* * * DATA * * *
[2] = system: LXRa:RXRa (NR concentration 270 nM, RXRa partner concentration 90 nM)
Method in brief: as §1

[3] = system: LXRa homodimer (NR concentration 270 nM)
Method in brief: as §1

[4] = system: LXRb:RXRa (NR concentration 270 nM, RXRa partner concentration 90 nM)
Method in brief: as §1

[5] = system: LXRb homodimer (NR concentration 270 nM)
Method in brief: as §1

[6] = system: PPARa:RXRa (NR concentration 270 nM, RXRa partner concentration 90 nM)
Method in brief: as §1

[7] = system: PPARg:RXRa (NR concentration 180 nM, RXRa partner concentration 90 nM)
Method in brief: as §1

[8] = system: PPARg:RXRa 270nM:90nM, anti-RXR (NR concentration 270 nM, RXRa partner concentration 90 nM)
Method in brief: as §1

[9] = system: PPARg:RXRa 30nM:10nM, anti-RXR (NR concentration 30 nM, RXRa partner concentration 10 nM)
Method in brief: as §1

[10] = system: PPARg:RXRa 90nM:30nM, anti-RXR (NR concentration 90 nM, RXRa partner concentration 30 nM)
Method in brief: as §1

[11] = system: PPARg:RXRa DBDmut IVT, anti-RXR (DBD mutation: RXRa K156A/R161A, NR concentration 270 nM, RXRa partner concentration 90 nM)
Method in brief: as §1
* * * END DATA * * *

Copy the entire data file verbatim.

[2] = system: LXRa:RXRa (NR concentration 270 nM, RXRa partner concentration 90 nM)
Method in brief: as §1

[3] = system: LXRa homodimer (NR concentration 270 nM)
Method in brief: as §1

[4] = system: LXRb:RXRa (NR concentration 270 nM, RXRa partner concentration 90 nM)
Method in brief: as §1

[5] = system: LXRb homodimer (NR concentration 270 nM)
Method in brief: as §1

[6] = system: PPARa:RXRa (NR concentration 270 nM, RXRa partner concentration 90 nM)
Method in brief: as §1

[7] = system: PPARg:RXRa (NR concentration 180 nM, RXRa partner concentration 90 nM)
Method in brief: as §1

[8] = system: PPARg:RXRa 270nM:90nM, anti-RXR (NR concentration 270 nM, RXRa partner concentration 90 nM)
Method in brief: as §1

[9] = system: PPARg:RXRa 30nM:10nM, anti-RXR (NR concentration 30 nM, RXRa partner concentration 10 nM)
Method in brief: as §1

[10] = system: PPARg:RXRa 90nM:30nM, anti-RXR (NR concentration 90 nM, RXRa partner concentration 30 nM)
Method in brief: as §1

[11] = system: PPARg:RXRa DBDmut IVT, anti-RXR (DBD mutation: RXRa K156A/R161A, NR concentration 270 nM, RXRa partner concentration 90 nM)
Method in brief: as §1